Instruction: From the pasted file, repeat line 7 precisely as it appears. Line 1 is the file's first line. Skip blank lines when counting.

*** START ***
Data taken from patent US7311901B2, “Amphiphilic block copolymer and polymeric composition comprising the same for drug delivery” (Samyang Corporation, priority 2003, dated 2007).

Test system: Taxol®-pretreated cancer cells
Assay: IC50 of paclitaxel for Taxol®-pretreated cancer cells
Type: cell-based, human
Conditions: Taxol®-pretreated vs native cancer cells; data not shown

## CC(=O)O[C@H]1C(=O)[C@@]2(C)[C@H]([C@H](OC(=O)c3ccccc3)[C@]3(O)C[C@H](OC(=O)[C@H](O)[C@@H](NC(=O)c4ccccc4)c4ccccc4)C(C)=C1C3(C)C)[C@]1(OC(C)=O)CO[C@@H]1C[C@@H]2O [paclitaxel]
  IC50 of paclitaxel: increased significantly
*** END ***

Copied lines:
  IC50 of paclitaxel: increased significantly